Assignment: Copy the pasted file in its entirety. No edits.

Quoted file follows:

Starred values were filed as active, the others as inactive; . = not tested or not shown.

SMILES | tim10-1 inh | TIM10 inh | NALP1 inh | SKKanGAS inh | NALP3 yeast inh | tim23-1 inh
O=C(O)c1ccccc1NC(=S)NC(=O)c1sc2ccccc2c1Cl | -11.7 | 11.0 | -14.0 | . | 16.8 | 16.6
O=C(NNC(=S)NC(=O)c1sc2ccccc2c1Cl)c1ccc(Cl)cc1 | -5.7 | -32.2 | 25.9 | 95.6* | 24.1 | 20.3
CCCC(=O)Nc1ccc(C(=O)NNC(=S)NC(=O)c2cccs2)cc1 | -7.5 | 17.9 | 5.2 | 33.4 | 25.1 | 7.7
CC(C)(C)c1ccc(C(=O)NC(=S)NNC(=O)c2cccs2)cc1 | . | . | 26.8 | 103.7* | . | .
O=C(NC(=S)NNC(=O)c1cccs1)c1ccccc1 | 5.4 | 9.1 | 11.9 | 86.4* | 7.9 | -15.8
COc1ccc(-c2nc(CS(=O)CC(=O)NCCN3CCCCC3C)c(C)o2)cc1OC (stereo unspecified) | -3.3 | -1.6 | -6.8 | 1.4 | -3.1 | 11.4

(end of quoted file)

Starred values were filed as active, the others as inactive; . = not tested or not shown.

SMILES | tim10-1 inh | TIM10 inh | NALP1 inh | SKKanGAS inh | NALP3 yeast inh | tim23-1 inh
O=C(O)c1ccccc1NC(=S)NC(=O)c1sc2ccccc2c1Cl | -11.7 | 11.0 | -14.0 | . | 16.8 | 16.6
O=C(NNC(=S)NC(=O)c1sc2ccccc2c1Cl)c1ccc(Cl)cc1 | -5.7 | -32.2 | 25.9 | 95.6* | 24.1 | 20.3
CCCC(=O)Nc1ccc(C(=O)NNC(=S)NC(=O)c2cccs2)cc1 | -7.5 | 17.9 | 5.2 | 33.4 | 25.1 | 7.7
CC(C)(C)c1ccc(C(=O)NC(=S)NNC(=O)c2cccs2)cc1 | . | . | 26.8 | 103.7* | . | .
O=C(NC(=S)NNC(=O)c1cccs1)c1ccccc1 | 5.4 | 9.1 | 11.9 | 86.4* | 7.9 | -15.8
COc1ccc(-c2nc(CS(=O)CC(=O)NCCN3CCCCC3C)c(C)o2)cc1OC (stereo unspecified) | -3.3 | -1.6 | -6.8 | 1.4 | -3.1 | 11.4